Mightier than the Sword: “Uncle Tom’s Cabin” and the Battle for America (review)

Mightier than the Sword: “Uncle Tom’s Cabin” and the Battle for America (review) were "enabled by money made in West Indian plantations" is too sweeping and makes the same mistake that Eric Williams made with his famous thesis that West Indian slave money funded British industrialization; Williams overestimated American and West Indian influences on patterns of historical change in metropolitan England (149). In short, one needs to read this book with care. Perhaps its best contribution is to show how contemporary theory on culture can help us understand the institution of slavery better than we currently do. But if Gikandi is a fine literary critic, he has deficiencies as a historian, deficiencies that make this book less rewarding than it might have been. Trevor Burnard trevor burnard, professor of history at the University of Melbourne, is the author of Mastery, Tyranny, and Desire: Thomas Thistlewood and His Slaves in the Anglo-Jamaican World (University of North Carolina Press, 2004). Mightier than the Sword: "Uncle Tom's Cabin" and the Battle for America. By David S. Reynolds. (New York: W. W. Norton, 2011. Pp. 329. Cloth, $27.95; paper, $17.95.) No doubt, most Civil War buffs are familiar with the oft-told anecdote concerning Harriet Beecher Stowe's encounter with Abraham Lincoln in December 1862. Meeting in http://www.deepdyve.com/assets/images/DeepDyve-Logo-lg.png The Journal of the Civil War Era University of North Carolina Press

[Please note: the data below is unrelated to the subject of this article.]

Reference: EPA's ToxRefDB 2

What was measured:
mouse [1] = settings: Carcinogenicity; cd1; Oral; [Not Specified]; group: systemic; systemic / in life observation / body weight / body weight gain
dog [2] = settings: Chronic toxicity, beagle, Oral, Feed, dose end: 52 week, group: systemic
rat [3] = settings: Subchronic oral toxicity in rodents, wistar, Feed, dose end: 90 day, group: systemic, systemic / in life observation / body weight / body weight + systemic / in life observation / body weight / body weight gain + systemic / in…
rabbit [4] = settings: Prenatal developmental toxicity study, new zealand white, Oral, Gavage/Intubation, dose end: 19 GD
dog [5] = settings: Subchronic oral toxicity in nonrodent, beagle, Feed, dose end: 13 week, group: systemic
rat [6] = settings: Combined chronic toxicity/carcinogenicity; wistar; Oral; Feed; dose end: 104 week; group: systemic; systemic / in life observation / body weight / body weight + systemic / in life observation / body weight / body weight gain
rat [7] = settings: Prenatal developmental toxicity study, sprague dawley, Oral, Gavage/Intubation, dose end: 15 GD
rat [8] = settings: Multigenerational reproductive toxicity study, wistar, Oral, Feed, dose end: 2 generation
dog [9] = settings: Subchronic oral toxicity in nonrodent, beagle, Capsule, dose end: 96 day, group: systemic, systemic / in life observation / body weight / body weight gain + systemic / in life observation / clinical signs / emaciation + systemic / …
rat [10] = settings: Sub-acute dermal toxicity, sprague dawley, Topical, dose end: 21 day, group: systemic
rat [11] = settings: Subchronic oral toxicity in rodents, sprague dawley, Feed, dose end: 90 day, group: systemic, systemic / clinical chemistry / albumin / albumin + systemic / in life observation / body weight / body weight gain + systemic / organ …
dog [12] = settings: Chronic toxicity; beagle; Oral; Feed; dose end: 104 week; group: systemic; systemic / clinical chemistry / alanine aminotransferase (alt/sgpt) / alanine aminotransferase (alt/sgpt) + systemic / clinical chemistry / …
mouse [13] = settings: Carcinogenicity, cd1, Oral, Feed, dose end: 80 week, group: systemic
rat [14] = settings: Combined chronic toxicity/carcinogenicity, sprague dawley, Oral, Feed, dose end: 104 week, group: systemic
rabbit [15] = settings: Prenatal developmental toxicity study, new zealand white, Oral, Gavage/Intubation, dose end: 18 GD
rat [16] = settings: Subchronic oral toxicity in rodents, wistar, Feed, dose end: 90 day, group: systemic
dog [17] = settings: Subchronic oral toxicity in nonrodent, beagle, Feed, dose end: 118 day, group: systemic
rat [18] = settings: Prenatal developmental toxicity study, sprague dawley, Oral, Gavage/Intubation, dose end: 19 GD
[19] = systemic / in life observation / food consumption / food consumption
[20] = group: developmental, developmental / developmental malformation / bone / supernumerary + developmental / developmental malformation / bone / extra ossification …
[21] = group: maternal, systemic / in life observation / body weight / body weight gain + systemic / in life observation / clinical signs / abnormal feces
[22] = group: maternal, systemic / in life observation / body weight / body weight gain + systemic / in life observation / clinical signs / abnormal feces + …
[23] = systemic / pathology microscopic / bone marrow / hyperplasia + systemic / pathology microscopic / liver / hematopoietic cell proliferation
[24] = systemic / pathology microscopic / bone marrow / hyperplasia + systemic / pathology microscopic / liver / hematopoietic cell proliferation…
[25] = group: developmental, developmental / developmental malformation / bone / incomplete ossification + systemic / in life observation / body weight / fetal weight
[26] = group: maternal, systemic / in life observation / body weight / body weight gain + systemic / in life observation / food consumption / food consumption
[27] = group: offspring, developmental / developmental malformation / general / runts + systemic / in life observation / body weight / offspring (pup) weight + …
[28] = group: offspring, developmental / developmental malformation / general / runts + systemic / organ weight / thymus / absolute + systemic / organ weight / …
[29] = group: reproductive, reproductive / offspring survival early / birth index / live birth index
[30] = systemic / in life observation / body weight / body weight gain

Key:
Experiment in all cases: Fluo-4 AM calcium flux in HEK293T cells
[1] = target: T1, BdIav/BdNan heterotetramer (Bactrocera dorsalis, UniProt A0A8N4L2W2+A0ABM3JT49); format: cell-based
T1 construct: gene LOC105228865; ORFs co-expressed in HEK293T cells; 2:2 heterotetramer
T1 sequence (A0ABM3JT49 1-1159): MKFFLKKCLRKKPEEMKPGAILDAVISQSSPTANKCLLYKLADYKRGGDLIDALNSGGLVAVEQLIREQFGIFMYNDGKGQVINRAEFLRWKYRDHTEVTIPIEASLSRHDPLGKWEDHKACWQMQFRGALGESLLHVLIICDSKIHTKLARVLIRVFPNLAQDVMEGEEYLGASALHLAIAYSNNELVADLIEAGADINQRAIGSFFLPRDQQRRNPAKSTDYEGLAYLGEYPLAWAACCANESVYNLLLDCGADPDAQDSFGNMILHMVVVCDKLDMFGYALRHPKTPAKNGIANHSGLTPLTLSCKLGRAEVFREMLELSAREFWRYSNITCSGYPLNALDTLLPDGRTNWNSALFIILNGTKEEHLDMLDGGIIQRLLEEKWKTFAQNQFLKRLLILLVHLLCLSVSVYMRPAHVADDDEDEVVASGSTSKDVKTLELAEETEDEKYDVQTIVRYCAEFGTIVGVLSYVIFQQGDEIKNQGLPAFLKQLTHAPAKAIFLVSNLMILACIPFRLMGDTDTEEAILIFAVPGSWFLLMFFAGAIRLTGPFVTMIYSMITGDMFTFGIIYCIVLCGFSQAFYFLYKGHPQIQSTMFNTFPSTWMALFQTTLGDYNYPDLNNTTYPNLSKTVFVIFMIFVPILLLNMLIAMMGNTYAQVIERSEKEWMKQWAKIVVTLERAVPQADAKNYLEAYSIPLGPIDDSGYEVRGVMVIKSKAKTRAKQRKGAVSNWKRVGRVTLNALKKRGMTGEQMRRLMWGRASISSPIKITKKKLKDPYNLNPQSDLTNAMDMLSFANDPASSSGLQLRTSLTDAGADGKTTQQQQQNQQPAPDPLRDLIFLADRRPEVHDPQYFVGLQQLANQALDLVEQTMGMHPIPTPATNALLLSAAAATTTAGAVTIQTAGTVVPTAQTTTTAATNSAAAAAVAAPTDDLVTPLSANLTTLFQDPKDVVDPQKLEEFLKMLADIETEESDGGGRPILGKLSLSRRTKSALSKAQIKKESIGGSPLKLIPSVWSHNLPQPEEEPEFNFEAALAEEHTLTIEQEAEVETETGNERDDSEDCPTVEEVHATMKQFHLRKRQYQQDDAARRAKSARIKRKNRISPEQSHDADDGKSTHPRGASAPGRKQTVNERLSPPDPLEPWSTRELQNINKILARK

Mightier than the Sword: “Uncle Tom’s Cabin” and the Battle for America (review)

The Journal of the Civil War Era, Volume 2 (4) – Nov 2, 2012

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Publisher
University of North Carolina Press
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Copyright @ The University of North Carolina Press
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2159-9807
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Abstract

were "enabled by money made in West Indian plantations" is too sweeping and makes the same mistake that Eric Williams made with his famous thesis that West Indian slave money funded British industrialization; Williams overestimated American and West Indian influences on patterns of historical change in metropolitan England (149). In short, one needs to read this book with care. Perhaps its best contribution is to show how contemporary theory on culture can help us understand the institution of slavery better than we currently do. But if Gikandi is a fine literary critic, he has deficiencies as a historian, deficiencies that make this book less rewarding than it might have been. Trevor Burnard trevor burnard, professor of history at the University of Melbourne, is the author of Mastery, Tyranny, and Desire: Thomas Thistlewood and His Slaves in the Anglo-Jamaican World (University of North Carolina Press, 2004). Mightier than the Sword: "Uncle Tom's Cabin" and the Battle for America. By David S. Reynolds. (New York: W. W. Norton, 2011. Pp. 329. Cloth, $27.95; paper, $17.95.) No doubt, most Civil War buffs are familiar with the oft-told anecdote concerning Harriet Beecher Stowe's encounter with Abraham Lincoln in December 1862. Meeting in

Journal

The Journal of the Civil War EraUniversity of North Carolina Press

Published: Nov 2, 2012

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